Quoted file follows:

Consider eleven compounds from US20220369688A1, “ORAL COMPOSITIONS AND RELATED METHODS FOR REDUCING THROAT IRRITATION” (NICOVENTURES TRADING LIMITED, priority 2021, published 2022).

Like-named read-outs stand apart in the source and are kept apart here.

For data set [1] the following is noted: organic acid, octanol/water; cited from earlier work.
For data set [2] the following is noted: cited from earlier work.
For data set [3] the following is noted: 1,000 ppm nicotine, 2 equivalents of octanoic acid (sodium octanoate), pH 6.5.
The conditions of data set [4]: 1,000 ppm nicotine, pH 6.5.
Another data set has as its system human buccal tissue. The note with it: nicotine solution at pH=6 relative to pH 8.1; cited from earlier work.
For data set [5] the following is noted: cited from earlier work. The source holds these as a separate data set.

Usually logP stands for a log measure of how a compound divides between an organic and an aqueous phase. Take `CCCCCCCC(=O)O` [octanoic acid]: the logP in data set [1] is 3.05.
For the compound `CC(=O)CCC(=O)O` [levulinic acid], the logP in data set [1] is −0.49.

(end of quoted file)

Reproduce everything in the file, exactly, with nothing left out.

Consider eleven compounds from US20220369688A1, “ORAL COMPOSITIONS AND RELATED METHODS FOR REDUCING THROAT IRRITATION” (NICOVENTURES TRADING LIMITED, priority 2021, published 2022).

Like-named read-outs stand apart in the source and are kept apart here.

For data set [1] the following is noted: organic acid, octanol/water; cited from earlier work.
For data set [2] the following is noted: cited from earlier work.
For data set [3] the following is noted: 1,000 ppm nicotine, 2 equivalents of octanoic acid (sodium octanoate), pH 6.5.
The conditions of data set [4]: 1,000 ppm nicotine, pH 6.5.
Another data set has as its system human buccal tissue. The note with it: nicotine solution at pH=6 relative to pH 8.1; cited from earlier work.
For data set [5] the following is noted: cited from earlier work. The source holds these as a separate data set.

Usually logP stands for a log measure of how a compound divides between an organic and an aqueous phase. Take `CCCCCCCC(=O)O` [octanoic acid]: the logP in data set [1] is 3.05.
For the compound `CC(=O)CCC(=O)O` [levulinic acid], the logP in data set [1] is −0.49.